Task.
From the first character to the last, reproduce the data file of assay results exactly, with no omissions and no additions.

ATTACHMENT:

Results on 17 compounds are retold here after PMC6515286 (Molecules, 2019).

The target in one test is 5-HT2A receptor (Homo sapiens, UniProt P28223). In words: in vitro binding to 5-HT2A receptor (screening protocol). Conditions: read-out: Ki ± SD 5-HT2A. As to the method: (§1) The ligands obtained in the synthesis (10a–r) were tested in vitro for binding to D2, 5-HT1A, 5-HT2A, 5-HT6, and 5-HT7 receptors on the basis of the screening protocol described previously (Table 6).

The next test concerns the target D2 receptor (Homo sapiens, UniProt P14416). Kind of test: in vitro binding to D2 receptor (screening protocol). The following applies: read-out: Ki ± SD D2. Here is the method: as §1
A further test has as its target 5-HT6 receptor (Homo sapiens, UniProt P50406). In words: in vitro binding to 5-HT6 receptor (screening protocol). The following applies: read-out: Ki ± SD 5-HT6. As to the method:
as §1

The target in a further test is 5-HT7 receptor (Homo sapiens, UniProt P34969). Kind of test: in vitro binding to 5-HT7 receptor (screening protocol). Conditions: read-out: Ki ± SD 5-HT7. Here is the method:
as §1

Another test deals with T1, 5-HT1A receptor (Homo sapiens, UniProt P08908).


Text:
Results on 17 compounds are retold here after PMC6515286 (Molecules, 2019).

The target in one test is 5-HT2A receptor (Homo sapiens, UniProt P28223). In words: in vitro binding to 5-HT2A receptor (screening protocol). Conditions: read-out: Ki ± SD 5-HT2A. As to the method: (§1) The ligands obtained in the synthesis (10a–r) were tested in vitro for binding to D2, 5-HT1A, 5-HT2A, 5-HT6, and 5-HT7 receptors on the basis of the screening protocol described previously (Table 6).

The next test concerns the target D2 receptor (Homo sapiens, UniProt P14416). Kind of test: in vitro binding to D2 receptor (screening protocol). The following applies: read-out: Ki ± SD D2. Here is the method: as §1
A further test has as its target 5-HT6 receptor (Homo sapiens, UniProt P50406). In words: in vitro binding to 5-HT6 receptor (screening protocol). The following applies: read-out: Ki ± SD 5-HT6. As to the method:
as §1

The target in a further test is 5-HT7 receptor (Homo sapiens, UniProt P34969). Kind of test: in vitro binding to 5-HT7 receptor (screening protocol). Conditions: read-out: Ki ± SD 5-HT7. Here is the method:
as §1

Another test deals with T1, 5-HT1A receptor (Homo sapiens, UniProt P08908).